We read from the Book of Romans, “Anyone who is in Christ is a new creation,” and part of being redeemed from our sin is that God, through Christ, can restore in us that sense of purpose so that we can unite our lives with his. One of the reasons why a person’s vocation is so dissatisfying is it was chosen because it would get them a good job, it was a job of status, or a good paying job instead of seeking God’s guidance for their individual lives and doing what they do in life for God. When we do that, we call it vocation, coming from the Latin for to call. We have been called to do it. When we work our life’s work according to what God has directed us to do, we find ourselves investing, building, molding, shaping, creating, and doing and that is just in our jobs. 
 
Whatever it is that we do, whether it be in work, hobby, etc., we would find better satisfaction if we always thought of it as doing it for good and doing our best. If it is cooking because you went to culinary school on vacation, then think of food as a gift from God. Then prepare the meal as if you were preparing it as a gift for God himself.   When we work at things like that, all of a sudden what we do is elevated to a higher plain. 
 
We are one of the few churches that you go to where there is not a lot of applause, and guests are often surprised by that. The reason that there is not a lot of applause in this church is because when the musicians play or sing, it is considered their offering to God. They are lifting it up to God and we have the privilege of observing that. If we could take what we do in our businesses and think of it as, I am doing this because God has gifted me in this way and I will do it my best, then it really doesn’t matter how other people evaluate what we do, does it? We are fulfilling the image of God that is in us. 
 
Those of you who are long-term Romans will remember several years ago when the Brunos family had come to Rome for the opening of a grocery story, and the tragic airplane crash into Lavender Mountain. I was living in Nashville at the time and pastoring a church there. The Brunos family had opened a grocery store not far from our church. The manager called and said they needed someone to pray for the grand opening. Sometimes ministers are called in to lend something that looks good to them, and I really questioned him. I said, “I’m not too sure about this. Why do you need me to come pray at a grand opening?”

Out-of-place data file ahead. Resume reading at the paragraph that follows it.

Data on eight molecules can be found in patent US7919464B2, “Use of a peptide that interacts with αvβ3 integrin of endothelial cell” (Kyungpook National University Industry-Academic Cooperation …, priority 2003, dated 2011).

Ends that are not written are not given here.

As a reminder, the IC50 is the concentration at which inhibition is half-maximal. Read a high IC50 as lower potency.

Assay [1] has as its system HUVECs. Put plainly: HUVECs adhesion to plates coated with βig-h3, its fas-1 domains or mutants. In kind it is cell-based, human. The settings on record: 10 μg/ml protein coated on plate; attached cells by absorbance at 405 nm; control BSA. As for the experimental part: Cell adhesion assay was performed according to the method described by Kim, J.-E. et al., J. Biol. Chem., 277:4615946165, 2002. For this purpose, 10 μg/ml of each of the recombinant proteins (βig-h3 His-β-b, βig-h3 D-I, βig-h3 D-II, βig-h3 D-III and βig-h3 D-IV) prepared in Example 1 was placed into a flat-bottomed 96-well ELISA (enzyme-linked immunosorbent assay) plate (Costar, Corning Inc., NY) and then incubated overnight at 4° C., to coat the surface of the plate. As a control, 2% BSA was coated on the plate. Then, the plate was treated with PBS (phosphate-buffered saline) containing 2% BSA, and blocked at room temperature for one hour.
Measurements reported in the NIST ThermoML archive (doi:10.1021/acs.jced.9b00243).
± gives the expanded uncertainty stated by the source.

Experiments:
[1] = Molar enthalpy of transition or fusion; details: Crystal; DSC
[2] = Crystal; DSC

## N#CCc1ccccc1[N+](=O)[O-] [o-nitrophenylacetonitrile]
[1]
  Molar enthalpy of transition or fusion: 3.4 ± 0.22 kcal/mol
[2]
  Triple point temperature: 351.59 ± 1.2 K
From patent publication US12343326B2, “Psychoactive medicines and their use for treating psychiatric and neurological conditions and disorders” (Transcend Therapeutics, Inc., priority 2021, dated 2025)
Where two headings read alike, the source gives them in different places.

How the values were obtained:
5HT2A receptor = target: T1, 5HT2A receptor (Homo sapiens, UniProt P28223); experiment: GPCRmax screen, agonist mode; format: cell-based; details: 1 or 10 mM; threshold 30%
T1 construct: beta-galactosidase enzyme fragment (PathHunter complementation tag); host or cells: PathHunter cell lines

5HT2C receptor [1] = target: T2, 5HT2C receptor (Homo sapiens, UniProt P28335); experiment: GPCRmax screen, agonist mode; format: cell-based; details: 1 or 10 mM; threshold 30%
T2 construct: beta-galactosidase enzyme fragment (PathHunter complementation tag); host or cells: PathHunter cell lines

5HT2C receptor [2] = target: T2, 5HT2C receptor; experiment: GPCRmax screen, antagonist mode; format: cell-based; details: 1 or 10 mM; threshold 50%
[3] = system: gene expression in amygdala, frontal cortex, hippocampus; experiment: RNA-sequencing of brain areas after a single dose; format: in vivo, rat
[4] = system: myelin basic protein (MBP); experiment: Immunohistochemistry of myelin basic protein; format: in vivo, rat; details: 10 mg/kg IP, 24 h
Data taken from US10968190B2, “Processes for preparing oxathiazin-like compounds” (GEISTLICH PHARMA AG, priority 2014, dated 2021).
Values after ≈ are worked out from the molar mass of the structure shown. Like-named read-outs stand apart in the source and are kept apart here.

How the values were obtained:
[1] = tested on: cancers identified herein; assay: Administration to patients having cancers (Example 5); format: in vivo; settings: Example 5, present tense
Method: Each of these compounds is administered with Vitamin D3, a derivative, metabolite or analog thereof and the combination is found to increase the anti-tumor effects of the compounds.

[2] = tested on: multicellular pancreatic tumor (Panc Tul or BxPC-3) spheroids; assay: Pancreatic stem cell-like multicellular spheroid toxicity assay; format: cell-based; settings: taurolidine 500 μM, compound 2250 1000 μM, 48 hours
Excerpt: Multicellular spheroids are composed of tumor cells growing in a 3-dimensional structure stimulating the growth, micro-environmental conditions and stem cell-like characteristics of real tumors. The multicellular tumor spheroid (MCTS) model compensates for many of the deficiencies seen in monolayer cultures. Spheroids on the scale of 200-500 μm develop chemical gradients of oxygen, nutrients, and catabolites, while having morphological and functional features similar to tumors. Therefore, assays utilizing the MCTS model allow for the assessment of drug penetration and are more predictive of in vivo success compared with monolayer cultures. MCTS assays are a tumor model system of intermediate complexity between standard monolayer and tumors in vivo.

He said, “The Brunos family believes that every one of their stores is a family, and every store is a place where people do their best for God. They want every store to be blessed so it is truly all that it can be and that it makes the community in which it exists better.”
 
So I went and prayed for the grand opening. But it is rare that you hear someone express that kind of Christian conviction behind their business.   But what if we all did? What if in our making, building, and shaping, we always thought of it as doing what God has called us to do and doing our best for God? Won’t the image of God that has been stamped upon us find its best expression? 
 
This does not happen by accident and it does not happen on our own. The power of sin to destroy, thwart, bend, and break is great. It is only when this has been redeemed by Christ, and as a part of our salvation is brought back to its wholeness as a part of our total relationship with God, does this happen. But when it does, how complete does our salvation feel to know that our lives have been brought back together so that our hearts and our strength is lended towards the things that, in scripture, we see God’s heart and God’s strength doing.
 
Whatever it is that you do, whatever it is that you build, whatever it is that you make, whether it is in your job or in a workshop in your basement, whether it is something you crochet or knit on your lap while you are watching TV, whether it is something you write or whatever it may be, do it out of a sense of giftedness from God. And may God bless it and may you find joy in it and know that it is an expression of God’s image in you.